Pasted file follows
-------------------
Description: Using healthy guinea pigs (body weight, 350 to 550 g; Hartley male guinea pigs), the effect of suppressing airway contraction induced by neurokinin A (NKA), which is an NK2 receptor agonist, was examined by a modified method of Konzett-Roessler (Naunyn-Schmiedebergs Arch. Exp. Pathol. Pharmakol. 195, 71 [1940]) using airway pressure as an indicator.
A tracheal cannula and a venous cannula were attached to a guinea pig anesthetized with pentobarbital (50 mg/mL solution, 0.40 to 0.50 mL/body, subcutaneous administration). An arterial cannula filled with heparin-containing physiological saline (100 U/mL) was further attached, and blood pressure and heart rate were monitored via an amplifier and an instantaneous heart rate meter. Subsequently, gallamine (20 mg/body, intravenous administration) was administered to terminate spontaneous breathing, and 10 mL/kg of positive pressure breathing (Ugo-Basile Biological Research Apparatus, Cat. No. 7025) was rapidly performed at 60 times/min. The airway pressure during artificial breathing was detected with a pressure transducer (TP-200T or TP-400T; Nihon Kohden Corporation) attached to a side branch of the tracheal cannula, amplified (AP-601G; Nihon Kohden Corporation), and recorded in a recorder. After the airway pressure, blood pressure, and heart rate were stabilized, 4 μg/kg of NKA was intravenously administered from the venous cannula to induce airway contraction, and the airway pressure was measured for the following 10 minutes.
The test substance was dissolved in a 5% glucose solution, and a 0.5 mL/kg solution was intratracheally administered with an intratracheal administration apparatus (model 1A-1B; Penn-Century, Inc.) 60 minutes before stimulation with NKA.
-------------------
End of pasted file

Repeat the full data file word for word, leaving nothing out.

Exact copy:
Description: Using healthy guinea pigs (body weight, 350 to 550 g; Hartley male guinea pigs), the effect of suppressing airway contraction induced by neurokinin A (NKA), which is an NK2 receptor agonist, was examined by a modified method of Konzett-Roessler (Naunyn-Schmiedebergs Arch. Exp. Pathol. Pharmakol. 195, 71 [1940]) using airway pressure as an indicator.
A tracheal cannula and a venous cannula were attached to a guinea pig anesthetized with pentobarbital (50 mg/mL solution, 0.40 to 0.50 mL/body, subcutaneous administration). An arterial cannula filled with heparin-containing physiological saline (100 U/mL) was further attached, and blood pressure and heart rate were monitored via an amplifier and an instantaneous heart rate meter. Subsequently, gallamine (20 mg/body, intravenous administration) was administered to terminate spontaneous breathing, and 10 mL/kg of positive pressure breathing (Ugo-Basile Biological Research Apparatus, Cat. No. 7025) was rapidly performed at 60 times/min. The airway pressure during artificial breathing was detected with a pressure transducer (TP-200T or TP-400T; Nihon Kohden Corporation) attached to a side branch of the tracheal cannula, amplified (AP-601G; Nihon Kohden Corporation), and recorded in a recorder. After the airway pressure, blood pressure, and heart rate were stabilized, 4 μg/kg of NKA was intravenously administered from the venous cannula to induce airway contraction, and the airway pressure was measured for the following 10 minutes.
The test substance was dissolved in a 5% glucose solution, and a 0.5 mL/kg solution was intratracheally administered with an intratracheal administration apparatus (model 1A-1B; Penn-Century, Inc.) 60 minutes before stimulation with NKA.